Yet contrary to the view of Conservapedians, relativity qualifies as extremely successful. Nuclear power plants, PET scanners in hospitals, and radioactive tracers, for example, all have critical aspects provided by relativity. The GPS in your phone, car, or airplane works by seeing how the signals from precise atomic clocks ticking away in satellite orbit (moving at nearly 9,000 mph) are received at the position of the detecting device. When there are several orbiting clocks emitting such signals, then a detector at different distances from them will receive the signals delayed, and triangulation off the two clocks provides a position. But for triangulation to work with enough accuracy to be useful, you have to know very precisely the rate at which the clocks tick. Both special and general relativity describe calculable adjustments to the clocks’ ticking rates—since the theories predict how clocks run at different speeds when moving relative to the observer or under the influence of large masses like the Earth. Without relativity to accurately predict these effects, a GPS system might tell us that we are 10 miles off the Jersey shore even if we are standing in Times Square. For its part, Conservapedia cites a 1997 web posting to erroneously note that “GPS satellites are synchronized to Coordinated Universal Time by radio signals from the ground; therefore, they cannot currently be used to test general relativity.” Strangely, that same source reads: “GPS provides a rich source of examples for the applications of the concepts of relativity.”

There’s another real-world device that can be used to test relativity, of course. The device was developed by exiled European scientists working off the theoretical concepts of what the Nazis called “Jewish Physics.” Like Einstein’s relativity, the device overturned a habitual worldview by providing a radical new vision of the world. And the device did more than re-prove Einstein’s powerful theory: It ended World War II, and it tragically proved that “Jewish Physics” in fact provided a useful and accurate description of the physical world.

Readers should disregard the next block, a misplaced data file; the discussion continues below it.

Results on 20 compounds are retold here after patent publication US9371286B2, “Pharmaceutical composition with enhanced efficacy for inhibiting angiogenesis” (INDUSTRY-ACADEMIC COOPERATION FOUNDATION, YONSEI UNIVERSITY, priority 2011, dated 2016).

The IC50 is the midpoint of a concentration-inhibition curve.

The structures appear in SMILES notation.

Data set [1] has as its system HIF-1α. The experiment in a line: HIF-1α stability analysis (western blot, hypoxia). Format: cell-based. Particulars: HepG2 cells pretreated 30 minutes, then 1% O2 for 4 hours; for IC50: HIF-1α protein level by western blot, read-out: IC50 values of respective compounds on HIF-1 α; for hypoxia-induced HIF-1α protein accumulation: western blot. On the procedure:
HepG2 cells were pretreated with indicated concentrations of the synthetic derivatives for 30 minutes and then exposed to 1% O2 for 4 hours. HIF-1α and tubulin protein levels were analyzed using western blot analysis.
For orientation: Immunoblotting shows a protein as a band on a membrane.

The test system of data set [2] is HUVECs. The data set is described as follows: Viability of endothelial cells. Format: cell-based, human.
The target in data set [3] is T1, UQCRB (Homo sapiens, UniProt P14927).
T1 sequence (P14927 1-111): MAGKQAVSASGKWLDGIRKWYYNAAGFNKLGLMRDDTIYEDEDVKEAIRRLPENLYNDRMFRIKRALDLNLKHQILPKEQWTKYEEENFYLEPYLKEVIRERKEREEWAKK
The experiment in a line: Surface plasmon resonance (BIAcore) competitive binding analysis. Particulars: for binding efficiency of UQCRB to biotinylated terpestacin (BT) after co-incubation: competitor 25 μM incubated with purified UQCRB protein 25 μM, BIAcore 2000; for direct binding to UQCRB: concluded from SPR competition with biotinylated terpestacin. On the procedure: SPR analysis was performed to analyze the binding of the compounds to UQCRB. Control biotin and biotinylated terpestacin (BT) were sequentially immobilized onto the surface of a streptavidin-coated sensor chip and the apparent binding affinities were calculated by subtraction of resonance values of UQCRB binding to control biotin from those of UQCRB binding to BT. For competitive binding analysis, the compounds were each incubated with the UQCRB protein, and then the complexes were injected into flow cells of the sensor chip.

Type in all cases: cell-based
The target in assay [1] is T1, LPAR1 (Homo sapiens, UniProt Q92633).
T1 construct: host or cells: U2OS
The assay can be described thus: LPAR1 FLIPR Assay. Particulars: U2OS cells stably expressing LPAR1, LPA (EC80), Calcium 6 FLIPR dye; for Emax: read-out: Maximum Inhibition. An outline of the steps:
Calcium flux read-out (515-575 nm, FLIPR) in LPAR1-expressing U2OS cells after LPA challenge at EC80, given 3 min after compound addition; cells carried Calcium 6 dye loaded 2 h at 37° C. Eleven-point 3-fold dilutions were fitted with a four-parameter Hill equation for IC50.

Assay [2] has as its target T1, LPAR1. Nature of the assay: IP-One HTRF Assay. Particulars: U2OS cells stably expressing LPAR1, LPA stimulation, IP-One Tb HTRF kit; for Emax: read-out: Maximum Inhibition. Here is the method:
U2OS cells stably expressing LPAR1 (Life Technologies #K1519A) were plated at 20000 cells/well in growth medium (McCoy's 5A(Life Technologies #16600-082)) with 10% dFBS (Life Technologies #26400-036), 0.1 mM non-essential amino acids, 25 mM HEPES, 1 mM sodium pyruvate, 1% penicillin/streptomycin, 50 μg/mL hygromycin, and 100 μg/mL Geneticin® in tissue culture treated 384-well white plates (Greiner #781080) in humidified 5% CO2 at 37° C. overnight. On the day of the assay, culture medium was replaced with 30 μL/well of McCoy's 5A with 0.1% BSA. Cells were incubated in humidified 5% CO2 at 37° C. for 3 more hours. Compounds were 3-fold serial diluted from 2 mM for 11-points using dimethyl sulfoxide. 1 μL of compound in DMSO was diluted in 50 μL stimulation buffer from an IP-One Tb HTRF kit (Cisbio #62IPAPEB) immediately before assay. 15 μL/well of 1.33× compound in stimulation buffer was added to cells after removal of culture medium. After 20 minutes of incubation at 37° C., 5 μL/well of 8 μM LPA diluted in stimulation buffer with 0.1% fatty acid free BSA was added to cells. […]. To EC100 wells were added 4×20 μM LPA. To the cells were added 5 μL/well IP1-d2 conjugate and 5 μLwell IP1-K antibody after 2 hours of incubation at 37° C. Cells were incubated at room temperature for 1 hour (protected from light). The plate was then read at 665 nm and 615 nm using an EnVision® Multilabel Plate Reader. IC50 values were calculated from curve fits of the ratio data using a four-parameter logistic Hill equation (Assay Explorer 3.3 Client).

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“Recent right-wing rejections of Einstein’s theory of relativity echo Nazi dismissals of what they called ‘Jewish Physics’”

Can’t Tablet find better ideas to serve your readers than this ridiculous piece about some unknown publication, Conservapedia, in order to give the impression that right wingers are crazies and following Nazi rejectionism?

rlgordonma says:


Conservapedia may be unknown to you, but it is well-known to multitudes of religious home-schoolers, for which it exists. The person behind the Conservapedia project is the son of Phyllis Schlafly, the Schlafly name being what it remains.

Conservapedia follows a religious anti-Semitism. It rejects any tolerance of any ideas outside of its narrow Scriptural interpretations. The audience consists mainly of what Charles Pierce has called the Gut People, those who disdain science and merely need just one website that confirms their beliefs to reject anything scientifically established.
Evolution was just the beginning. Besides attacking that, they attack Relativity and even Galileo.

I think Fishbane is correct in drawing a straight line from Johannes Stark to Conservapedia, in that both subscribe to a fascist tradition in rejecting objective authority and putting in its place the authority of their own god.

Jonathan says:

I don’t understand your statement that Conservapedia is changing the record on Judaism, at least based on this quote:

(“The Talmud is another ancient Jewish writing considered by some Jews to contain traditions dating back to Moses himself,” it says)

That appears to be a relatively accurate description of the Talmud. How is that changing the record?

A very important article, one to keep and accessible to the non-scientist.

Re: “The Talmud is another ancient Jewish writing considered by some Jews to contain traditions dating back to Moses himself,”

This is the Traditional – Orthodox Jewish view: the Talmud is known as “Torah Sh’Balpeh” (Oral Teaching) from the time of Moses, as opposed to the “Torah Sh’Becsav” (Written Teachin), commonly known as the Tanach or Hebrew Bible. The “Torah Sh’Balpeh” (Oral Teaching) gets elaborated on and written down in the early Common Era in Babylonia (Talmud Baveli) and in the Holy Land (Talmud Yerashalmi)- these are commonly referred to as the Talmud.

So at least in this area, the Conservapedia is correct.

I have to concur with Jonathan – this was a weak point in an otherwise very interesting article. The entry on Judaism in Conservapedia is incomplete, and often inaccurate, yet it doesn’t appear to have a particular anti-Jewish bias or agenda. I wouldn’t use it to describe Judaism, but there are many web resources out there, Jewish and otherwise, that fall I would describe similarly.